Dashboards are considered essential components for real-time communication and internal communication as well. In fact, more number of technologies are hitting market integrating multiple data in a visual platform.

  1. Communicate better with your body language

Prior entering workplace, be mindful of body gestures. Sometimes the way you say matters than how you say it. Use a neutral and calm voice when speaking. A simple nod and smile to show up positive attitude and understanding can clear up all sort of miscommunication.
Body language is indeed an initial and essential part of effective communication. According to Albert Mehrabian’s study, words have only 7% of the effect on how communication is professed. On the other hand, tone and body language have a much greater impact of 38% and 55% respectively. This data explains that non-verbal cues matters and can make a world of difference the way we communicate with others.

  1. Be wary of cultural dissimilarities

People of various cultures and race work together under the same roof and are likely to get along. It is easier said than being done. Cultural sense of an individual varies from place-to-place and person-to-person. What you consider right might be wrong from others perspective and vice-versa. In the same way what you interpret in a usual way might seem odd, sometimes even offensive to others. Indeed, this is rather a common problem in a multicultural environment. The best way to overcome this issue is to encourage the employees to open up with their concerns which gradually reduce misunderstandings.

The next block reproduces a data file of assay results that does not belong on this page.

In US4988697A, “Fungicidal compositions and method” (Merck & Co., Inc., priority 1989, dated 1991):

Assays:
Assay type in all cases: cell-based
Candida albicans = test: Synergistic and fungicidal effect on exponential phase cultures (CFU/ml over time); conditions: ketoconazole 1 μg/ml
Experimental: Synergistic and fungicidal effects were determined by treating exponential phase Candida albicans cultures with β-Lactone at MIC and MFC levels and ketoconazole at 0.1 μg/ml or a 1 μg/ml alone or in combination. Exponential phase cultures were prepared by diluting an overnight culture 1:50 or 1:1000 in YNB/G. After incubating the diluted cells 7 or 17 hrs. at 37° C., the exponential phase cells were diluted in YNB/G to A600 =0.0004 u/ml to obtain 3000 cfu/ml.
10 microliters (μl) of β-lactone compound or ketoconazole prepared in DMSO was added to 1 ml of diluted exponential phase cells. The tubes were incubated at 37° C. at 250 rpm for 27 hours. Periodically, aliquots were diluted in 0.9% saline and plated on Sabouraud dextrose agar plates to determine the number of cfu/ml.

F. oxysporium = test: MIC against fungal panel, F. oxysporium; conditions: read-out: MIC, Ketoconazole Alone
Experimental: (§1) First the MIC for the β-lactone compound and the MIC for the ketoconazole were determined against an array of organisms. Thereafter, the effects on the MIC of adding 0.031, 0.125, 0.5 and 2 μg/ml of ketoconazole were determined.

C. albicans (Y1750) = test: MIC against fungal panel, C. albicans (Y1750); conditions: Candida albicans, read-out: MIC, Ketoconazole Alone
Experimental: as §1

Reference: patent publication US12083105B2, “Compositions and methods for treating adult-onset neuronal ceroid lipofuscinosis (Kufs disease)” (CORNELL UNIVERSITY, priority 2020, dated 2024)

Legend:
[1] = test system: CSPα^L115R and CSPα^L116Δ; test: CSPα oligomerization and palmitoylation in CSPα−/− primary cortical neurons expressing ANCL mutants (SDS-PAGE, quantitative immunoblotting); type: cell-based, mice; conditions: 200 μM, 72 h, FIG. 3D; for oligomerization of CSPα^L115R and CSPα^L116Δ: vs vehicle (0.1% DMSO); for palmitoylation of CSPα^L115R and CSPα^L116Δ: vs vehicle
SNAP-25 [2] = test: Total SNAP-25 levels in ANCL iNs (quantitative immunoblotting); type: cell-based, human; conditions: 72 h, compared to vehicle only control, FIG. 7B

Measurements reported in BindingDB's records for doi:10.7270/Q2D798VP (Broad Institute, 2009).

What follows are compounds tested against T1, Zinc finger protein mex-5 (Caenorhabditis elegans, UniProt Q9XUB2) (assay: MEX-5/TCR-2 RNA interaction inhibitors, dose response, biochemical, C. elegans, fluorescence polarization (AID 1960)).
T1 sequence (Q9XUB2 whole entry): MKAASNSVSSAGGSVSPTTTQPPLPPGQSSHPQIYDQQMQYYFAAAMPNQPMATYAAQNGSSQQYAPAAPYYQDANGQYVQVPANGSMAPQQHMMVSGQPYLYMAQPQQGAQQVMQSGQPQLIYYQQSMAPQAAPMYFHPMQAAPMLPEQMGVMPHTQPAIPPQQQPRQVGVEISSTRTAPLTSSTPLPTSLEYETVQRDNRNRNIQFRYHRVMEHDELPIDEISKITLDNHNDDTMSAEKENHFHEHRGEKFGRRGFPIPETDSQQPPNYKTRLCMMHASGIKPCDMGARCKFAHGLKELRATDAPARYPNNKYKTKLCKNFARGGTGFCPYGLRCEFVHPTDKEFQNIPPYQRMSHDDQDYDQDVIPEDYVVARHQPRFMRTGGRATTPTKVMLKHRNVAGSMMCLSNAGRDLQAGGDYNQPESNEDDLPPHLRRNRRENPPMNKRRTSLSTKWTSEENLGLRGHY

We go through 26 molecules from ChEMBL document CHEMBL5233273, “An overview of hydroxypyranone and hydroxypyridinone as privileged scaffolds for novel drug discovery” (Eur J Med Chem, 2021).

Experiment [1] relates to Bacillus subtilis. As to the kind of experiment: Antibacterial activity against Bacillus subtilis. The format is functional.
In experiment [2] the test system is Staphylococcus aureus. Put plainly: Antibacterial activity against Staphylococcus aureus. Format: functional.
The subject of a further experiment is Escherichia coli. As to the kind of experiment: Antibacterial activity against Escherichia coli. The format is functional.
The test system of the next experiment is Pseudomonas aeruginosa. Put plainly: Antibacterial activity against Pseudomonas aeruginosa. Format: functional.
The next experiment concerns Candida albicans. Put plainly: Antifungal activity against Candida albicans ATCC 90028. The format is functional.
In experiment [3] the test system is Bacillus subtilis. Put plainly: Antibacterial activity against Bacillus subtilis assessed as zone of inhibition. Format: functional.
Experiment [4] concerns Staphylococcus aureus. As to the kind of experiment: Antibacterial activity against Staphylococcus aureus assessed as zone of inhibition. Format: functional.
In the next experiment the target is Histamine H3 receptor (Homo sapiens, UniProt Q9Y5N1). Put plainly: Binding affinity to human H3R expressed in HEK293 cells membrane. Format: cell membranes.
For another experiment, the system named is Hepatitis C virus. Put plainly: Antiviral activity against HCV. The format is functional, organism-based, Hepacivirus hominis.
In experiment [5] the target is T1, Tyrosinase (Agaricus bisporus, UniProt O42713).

Language barriers and cultural gap is a challenging issue, but engaging with people from diverse background and culture is what brings creativity, innovation, and success into work atmosphere. So, don’t let these barriers come in the way of building a diverse workplace. Nevertheless, the sooner you follow these business best practices, the sooner you will reap the full potential of the workplace.
Bridging linguistic barriers and cultural gap is a dynamic process and cultural intelligence is the key to overcome it.

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Billie Keita is known for her exemplary skills in implementing project management methodologies and best practices for business critical projects. She possesses 10+ years of experience in handling complex software development projects across Europe and African region. She also conducts many webinars and podcasts where she talks about her own experiences in implementing Agile techniques. She is a Certified ScrumMaster (CSM) and PMI Project Management Professional (PMP)®, and has published many articles across various websites.